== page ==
McCain, two other GOP senators join Democrats to reject last-ditch effort to repeal Obamacare

Sen. John McCain of Arizona cast a crucial vote against his party's "skinny repeal" plan to undo parts of the Affordable Care Act, which failed by a 51-49 tally.
Sen. John McCain of Arizona cast a crucial vote against his party’s “skinny repeal” plan to undo parts of the Affordable Care Act, which failed by a 51-49 tally.
(Cliff Owen / Associated Press)

Senators early Friday narrowly rejected a dramatically slimmed-down Obamacare repeal bill, even after being promised by GOP leaders that the measure would never actually become law.

The strategy was a desperate and ultimately unsuccessful gambit by Republican leaders, who had run out of options after failing to persuade their majority to pass legislation to repeal the Affordable Care Act and replace it with a promised new healthcare plan.

Instead, they said their so-called skinny repeal bill would only be used as a vehicle to develop a comprehensive package later in consultation with House Republicans, who passed a more sweeping bill in May.


But three Republicans — Sens. Susan Collins of Maine, Lisa Murkowski of Alaska and John McCain of Arizona — joined all Democrats and independents in voting against the bill in a 51-49 vote.

The tally was delayed for several minutes just before it was set to take place by some dramatic last-minute lobbying of McCain by Vice President Mike Pence and others, but they were unable to sway the lawmaker.

McCain, who was recently diagnosed with brain cancer, had provided the critical last vote needed to begin debate on the measure earlier this week when he flew out from Arizona, where he has been recuperating from surgery to remove a blood clot.

The failure sends Senate GOP leaders back to square one in their bid to roll back the healthcare law.

“This is clearly a disappointing moment,” said Senate Majority Leader Mitch McConnell (R-Ky.), challenging Democrats to come up with a better solution to fixing problems with the current law. “It is time to move on.”

Sen. Charles E. Schumer of New York, the Democratic leader, said he looked forward to taking a bipartisan approach to healthcare reform. “It’s time to turn the page,” he said. “We are not celebrating. We are relieved.”


Shortly after the vote, President Trump responded on Twitter: “3 Republicans and 48 Democrats let the American people down. As I said from the beginning, let ObamaCare implode, then deal. Watch!”

The bill would have left much of the 2010 law in place and eliminated just a few of its provisions, including its insurance mandates.

According to the nonpartisan Congressional Budget Office, the bill would would have left 16 million more people uninsured over the next decade and increased insurance premiums by an average of 20% annually over the next decade.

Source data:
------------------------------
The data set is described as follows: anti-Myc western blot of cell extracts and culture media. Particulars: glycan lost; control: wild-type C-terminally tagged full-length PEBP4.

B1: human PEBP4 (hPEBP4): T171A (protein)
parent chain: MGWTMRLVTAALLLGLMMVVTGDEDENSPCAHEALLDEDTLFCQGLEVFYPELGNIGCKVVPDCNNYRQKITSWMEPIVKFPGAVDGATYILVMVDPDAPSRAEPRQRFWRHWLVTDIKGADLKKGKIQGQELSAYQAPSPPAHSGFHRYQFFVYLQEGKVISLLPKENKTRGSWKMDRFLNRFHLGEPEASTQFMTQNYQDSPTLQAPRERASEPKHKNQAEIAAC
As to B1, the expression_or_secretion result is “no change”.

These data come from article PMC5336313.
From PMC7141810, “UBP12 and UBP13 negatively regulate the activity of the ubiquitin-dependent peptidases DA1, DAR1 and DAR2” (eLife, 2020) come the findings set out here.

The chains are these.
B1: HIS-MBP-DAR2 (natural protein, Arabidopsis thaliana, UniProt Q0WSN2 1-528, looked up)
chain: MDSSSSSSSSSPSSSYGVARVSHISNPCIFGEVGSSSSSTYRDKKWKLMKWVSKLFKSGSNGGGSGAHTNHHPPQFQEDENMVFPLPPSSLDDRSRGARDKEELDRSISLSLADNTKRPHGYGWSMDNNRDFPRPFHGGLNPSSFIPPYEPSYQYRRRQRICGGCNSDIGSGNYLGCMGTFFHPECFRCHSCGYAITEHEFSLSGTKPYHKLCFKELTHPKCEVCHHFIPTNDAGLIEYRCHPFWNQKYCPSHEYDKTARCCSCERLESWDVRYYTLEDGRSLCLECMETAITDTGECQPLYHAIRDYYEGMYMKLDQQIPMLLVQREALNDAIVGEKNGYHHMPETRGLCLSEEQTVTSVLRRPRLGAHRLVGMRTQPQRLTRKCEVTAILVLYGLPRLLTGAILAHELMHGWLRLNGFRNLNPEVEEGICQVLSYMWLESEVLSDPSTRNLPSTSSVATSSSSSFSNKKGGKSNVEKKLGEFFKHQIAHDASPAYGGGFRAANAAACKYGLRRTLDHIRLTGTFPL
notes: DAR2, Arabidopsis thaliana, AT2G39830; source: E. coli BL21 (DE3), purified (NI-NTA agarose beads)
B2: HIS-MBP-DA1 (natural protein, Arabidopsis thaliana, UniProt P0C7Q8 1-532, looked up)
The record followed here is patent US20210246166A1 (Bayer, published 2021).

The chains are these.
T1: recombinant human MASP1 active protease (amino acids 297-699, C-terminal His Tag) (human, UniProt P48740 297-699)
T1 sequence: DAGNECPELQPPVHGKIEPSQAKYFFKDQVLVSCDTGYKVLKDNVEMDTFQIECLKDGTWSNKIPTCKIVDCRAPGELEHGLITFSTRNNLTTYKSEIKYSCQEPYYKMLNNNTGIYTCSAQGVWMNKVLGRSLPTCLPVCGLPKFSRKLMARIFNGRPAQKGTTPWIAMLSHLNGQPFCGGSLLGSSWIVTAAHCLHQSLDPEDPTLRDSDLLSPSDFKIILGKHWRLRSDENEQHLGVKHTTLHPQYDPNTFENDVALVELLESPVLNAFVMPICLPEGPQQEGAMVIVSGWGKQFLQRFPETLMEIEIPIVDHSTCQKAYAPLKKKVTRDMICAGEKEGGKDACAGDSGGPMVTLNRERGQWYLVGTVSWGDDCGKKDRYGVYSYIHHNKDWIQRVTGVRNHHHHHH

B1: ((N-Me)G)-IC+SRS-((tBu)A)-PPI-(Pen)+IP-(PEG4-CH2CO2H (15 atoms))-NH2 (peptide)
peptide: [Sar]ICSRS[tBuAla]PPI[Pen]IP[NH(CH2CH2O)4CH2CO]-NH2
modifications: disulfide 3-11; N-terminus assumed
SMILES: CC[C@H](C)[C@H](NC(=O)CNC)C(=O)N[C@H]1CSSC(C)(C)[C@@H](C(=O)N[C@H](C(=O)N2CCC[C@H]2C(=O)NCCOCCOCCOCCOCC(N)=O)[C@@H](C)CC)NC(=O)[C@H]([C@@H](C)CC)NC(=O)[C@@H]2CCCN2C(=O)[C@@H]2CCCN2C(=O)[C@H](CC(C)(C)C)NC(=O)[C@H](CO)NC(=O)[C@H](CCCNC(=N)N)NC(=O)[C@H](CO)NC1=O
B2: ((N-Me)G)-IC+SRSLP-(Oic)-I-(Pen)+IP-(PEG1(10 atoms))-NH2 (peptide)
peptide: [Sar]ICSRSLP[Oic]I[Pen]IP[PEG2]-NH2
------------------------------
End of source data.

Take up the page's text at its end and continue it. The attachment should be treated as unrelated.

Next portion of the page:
The eight-page Health Care Freedom Act, as the plan is formally known, eliminated the requirement that Americans have health insurance and suspended a requirement that large employers provide insurance to their employees.

It delayed for three years a tax on medical device makers.

Additionally, the legislation made it easier for states to avoid some requirements in the current law and allowed consumers to sock more money away in Health Savings Accounts to pay for insurance premiums.


It also restricted funding to Planned Parenthood by prohibiting federal funding to clinics that provide abortion services, even for non-abortion-related services such as cancer screenings.

Most GOP senators panned the bill. Sen. Lindsey Graham of South Carolina had called the plan a “fraud,” “disaster” and “the dumbest thing in history.” Senators said they feared the House might simply pass the skinny bill and send it to President Trump to be signed into law.

He and other senators initially were not satisfied by assurances from House Speaker Paul D. Ryan (R-Wis.), who offered a somewhat qualified promise that the House would not do that.

In the end, however, Graham voted for the measure.

Collins said the promise of a conference with the House was not enough for her vote.

“That’s not a great comfort to me, because I believe a conference bill would include the kind of deep cuts to Medicaid that would be very problematic for the people I represented, for rural healthcare providers who are barely hanging on as it is,” Collins said.

Staff writer Noam N. Levey contributed to this report.




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11:35 p.m.: This report has been updated to include President Trump’s reaction on Twitter.

The original version of this article was posted at 10:35 p.m.